Boom boom boom. The soundtrack of summer in our neighborhood

Boom boom boom. Boom boom boom. This is the soundtrack of our neighborhood in summer, each summer for the past few years. At times, this boom on repeat is punctuated with the high-pitched revving of engines from illegal motorbikes and ATVs. Some people call this a quality-of-life issue. But the loss of sleep, the suffering of pets and kids from all the noise and the feeling that you and your neighbors are forgotten affect more than just the quality of your life, they affect how you Live.

It is that feeling of being forgotten, of not being seen or heard, that is the most painful. At times we feel too poor for people to see us, or too well off for the government to spend resources on us. Welcome to the middle neighborhoods. The middle is fine if you are middle class or Malcolm, but middle neighborhoods are places that are too often overlooked.

The Riverwards, and especially Port Richmond and Bridesburg, are being overlooked now. Our police are – correctly – addressing gun violence in other parts of the city. These communities are alone in the battle against the boom boom boom.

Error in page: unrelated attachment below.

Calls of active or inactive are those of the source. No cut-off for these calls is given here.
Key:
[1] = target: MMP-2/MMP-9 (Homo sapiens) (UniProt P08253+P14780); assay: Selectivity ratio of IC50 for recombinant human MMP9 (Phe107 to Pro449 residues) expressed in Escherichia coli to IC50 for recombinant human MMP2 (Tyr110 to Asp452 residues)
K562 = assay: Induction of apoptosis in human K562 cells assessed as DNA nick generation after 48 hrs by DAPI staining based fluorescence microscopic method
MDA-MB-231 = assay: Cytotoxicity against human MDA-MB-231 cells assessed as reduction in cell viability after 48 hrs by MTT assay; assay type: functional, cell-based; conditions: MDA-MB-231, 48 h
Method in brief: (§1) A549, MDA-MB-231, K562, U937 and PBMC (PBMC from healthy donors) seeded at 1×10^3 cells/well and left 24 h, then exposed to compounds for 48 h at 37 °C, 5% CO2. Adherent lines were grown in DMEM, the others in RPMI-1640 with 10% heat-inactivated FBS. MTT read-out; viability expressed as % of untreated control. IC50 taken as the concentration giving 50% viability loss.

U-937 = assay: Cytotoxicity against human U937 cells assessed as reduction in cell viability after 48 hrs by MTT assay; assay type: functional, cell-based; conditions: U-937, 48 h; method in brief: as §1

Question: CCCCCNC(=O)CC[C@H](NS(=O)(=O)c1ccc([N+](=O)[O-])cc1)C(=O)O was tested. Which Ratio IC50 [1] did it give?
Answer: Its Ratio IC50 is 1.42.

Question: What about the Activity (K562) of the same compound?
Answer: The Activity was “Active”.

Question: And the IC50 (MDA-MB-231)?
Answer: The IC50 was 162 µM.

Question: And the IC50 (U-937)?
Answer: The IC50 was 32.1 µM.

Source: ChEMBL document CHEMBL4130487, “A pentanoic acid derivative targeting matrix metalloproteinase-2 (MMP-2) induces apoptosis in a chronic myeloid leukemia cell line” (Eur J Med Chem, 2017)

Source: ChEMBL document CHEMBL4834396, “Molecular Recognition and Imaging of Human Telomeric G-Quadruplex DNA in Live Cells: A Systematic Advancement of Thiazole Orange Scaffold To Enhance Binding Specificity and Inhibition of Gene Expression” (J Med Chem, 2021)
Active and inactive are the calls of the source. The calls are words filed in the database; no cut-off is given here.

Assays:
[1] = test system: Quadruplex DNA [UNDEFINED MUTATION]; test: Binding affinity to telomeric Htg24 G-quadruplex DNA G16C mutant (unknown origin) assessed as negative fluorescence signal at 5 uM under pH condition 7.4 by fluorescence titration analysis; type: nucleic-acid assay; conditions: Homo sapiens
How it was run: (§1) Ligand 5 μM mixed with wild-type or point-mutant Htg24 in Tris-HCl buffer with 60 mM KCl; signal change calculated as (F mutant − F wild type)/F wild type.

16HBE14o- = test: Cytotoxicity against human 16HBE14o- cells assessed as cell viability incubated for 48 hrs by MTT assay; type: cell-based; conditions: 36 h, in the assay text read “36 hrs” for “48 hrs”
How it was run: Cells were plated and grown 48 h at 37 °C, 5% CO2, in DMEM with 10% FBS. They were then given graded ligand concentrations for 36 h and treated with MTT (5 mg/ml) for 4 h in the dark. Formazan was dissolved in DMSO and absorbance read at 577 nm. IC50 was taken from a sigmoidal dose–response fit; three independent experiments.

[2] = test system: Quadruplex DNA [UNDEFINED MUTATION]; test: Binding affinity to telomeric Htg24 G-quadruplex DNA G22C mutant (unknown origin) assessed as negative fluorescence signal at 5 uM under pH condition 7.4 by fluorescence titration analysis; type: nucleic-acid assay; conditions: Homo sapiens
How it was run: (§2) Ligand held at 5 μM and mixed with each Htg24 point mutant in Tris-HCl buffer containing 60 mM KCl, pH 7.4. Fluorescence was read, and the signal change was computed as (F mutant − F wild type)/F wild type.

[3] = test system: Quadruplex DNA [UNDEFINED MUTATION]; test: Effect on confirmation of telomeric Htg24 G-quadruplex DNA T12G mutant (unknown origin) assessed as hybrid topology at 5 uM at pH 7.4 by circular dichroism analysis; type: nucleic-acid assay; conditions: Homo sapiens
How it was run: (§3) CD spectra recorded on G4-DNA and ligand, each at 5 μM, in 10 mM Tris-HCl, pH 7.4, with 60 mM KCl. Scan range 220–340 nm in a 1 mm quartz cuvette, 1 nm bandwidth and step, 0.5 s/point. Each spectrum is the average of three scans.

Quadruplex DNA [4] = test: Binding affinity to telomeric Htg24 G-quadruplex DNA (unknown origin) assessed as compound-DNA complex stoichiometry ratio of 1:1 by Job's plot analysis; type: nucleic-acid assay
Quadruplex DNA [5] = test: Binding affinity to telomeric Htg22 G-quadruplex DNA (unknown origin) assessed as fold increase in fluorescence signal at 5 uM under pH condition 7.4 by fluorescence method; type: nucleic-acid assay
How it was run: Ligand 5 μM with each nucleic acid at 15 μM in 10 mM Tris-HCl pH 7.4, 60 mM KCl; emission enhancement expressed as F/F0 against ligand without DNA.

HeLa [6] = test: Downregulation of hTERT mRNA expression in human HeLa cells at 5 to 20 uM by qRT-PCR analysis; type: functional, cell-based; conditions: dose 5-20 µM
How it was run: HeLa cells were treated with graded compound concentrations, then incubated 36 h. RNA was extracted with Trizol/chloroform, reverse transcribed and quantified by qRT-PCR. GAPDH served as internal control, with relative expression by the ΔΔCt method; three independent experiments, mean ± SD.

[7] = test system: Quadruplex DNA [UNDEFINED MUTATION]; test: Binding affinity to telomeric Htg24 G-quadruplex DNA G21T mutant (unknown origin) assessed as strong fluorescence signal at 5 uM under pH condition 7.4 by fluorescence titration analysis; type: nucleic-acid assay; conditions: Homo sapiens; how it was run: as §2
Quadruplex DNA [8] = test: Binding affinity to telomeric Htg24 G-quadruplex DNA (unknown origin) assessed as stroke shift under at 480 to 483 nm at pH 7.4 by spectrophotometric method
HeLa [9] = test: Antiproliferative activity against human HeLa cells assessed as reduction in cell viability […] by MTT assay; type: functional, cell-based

I am working to change that.  Over the past year, I have met regularly with the police, city agencies, and neighborhood stakeholders to address what has grown from a nuisance to a public health issue affecting entire neighborhoods who feel hostage to the noise. We worked on plans in a few different areas. One place we had success was at Frankford Boat Launch, where Department of Rec, Philadelphia Police, state Fish and Boat, and local residents got together to work out a plan to keep the boom parties out of the launch.  But that solution has created its own problems, with limited access for legitimate boaters and because the boomers just took their nuisance and noise to Lewis Street and Tioga Street.

We are still working on permanent solutions and recently met with mayors, legislators and police from New Jersey. We exchanged ideas about laws that would facilitate impounding illegal or nuisance vehicles, to create economic incentives to stop the noise.

In the end, our City administration has to step up and join as an equal partner with the police and elected officials like me and Councilmember Mark Squilla. We need coordination across the City. It is not working to just squeeze it from one neighborhood to the next. A number of folks have asked: “What can we do?”  My answer, ironically, is to make your own noise – file police complaints, call 911 (even if it takes forever to get through), call your elected officials (including me) and demand an accountable, sustainable solution.